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the Fortress of Louisbourg National Historic Site of Canada
Recherche sur la Forteresse-de-Louisbourg Lieu historique national du Canada
Fortress of Louisbourg Timeline Site
SURVIVAL OR DESTRUCTION?
The vast size and far-reaching significance of historic Louisbourg astonish tourists today, just as they have impressed visitors for over two centuries.
The notion that Louisbourg is a giant eighteenth century time capsule that survives on a remote Cape Breton coast is perhaps an exaggeration. The site has lived through time and experienced change, some of it quite drastic.
Man has wrought some of this change -- in construction and adaptation of the fortified city, in its destruction and disembowlement. Most recently, we have destroyed part of Louisbourg in reconstituting a portion of its grandeur. Our quest has been to understand how and why it came to be. We have disturbed the past to learn about our roots, about life in a time that no living person can remember.
Louisbourg is a site of epic proportion in North America, a New World site comparable to "the splendid cities of the ancient world". In accordance with the acknowledgement of generations, Canadians have drawn attention to its presence and commemorated its significance. The result has been an enriching, shared perception of our heritage.
Will our children continue to benefit from this rare glimpse into the past? The property is in public custodianship. Preservation has recorded many of its insights and ensured evidence remains in the ground to respond to the questions of future generations. This is the best we can do.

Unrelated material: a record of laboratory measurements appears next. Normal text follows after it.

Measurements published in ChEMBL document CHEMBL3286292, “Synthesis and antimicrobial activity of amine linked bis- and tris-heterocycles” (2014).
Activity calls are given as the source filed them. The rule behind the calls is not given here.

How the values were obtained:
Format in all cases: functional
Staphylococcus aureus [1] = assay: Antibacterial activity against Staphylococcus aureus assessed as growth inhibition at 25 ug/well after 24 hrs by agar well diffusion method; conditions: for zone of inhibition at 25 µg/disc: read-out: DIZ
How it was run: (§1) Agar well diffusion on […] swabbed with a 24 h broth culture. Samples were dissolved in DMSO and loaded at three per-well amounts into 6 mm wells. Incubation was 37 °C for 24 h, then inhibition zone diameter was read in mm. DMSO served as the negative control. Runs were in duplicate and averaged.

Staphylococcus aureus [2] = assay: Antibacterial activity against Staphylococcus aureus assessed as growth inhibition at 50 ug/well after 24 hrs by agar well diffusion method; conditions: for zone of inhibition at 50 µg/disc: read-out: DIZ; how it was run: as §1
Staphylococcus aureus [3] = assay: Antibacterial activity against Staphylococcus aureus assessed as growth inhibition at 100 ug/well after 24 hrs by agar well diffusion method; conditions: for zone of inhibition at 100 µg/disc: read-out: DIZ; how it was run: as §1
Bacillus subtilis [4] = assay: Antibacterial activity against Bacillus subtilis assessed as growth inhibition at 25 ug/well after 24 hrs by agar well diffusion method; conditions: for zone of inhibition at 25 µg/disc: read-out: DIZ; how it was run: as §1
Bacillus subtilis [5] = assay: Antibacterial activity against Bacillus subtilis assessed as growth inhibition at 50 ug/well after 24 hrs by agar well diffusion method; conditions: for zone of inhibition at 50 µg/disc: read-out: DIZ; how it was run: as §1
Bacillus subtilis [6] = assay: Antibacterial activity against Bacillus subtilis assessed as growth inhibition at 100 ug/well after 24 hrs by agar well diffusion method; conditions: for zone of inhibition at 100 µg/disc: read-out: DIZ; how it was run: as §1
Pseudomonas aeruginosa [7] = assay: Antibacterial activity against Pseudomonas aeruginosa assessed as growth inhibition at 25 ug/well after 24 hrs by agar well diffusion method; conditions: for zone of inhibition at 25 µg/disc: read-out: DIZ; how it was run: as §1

But is it enough? Nature has played a critical role in shaping and preserving this site, and it is active still. Erosion is a major concern. Aerial photographs show the fortification walls that have tumbled as their base receded. Today, 50 foot storm waves threaten to destroy a vital barrier beach. Once it is gone, 3/4 of Louisbourg's historic townsite will flood and disappear into the sea.
Are we among the few privileged to experience this rare link to the past?
"The ruins of Louisbourg repose on a point of land projecting from the western coast; against one side of which the roaring surges of the ocean roll and foam, while the other is laved by the calm waters of the harbour ..." John MacGregor, British America(1832), p.390.
Full of question marks
 John MacGregor, British America (1832), p.392.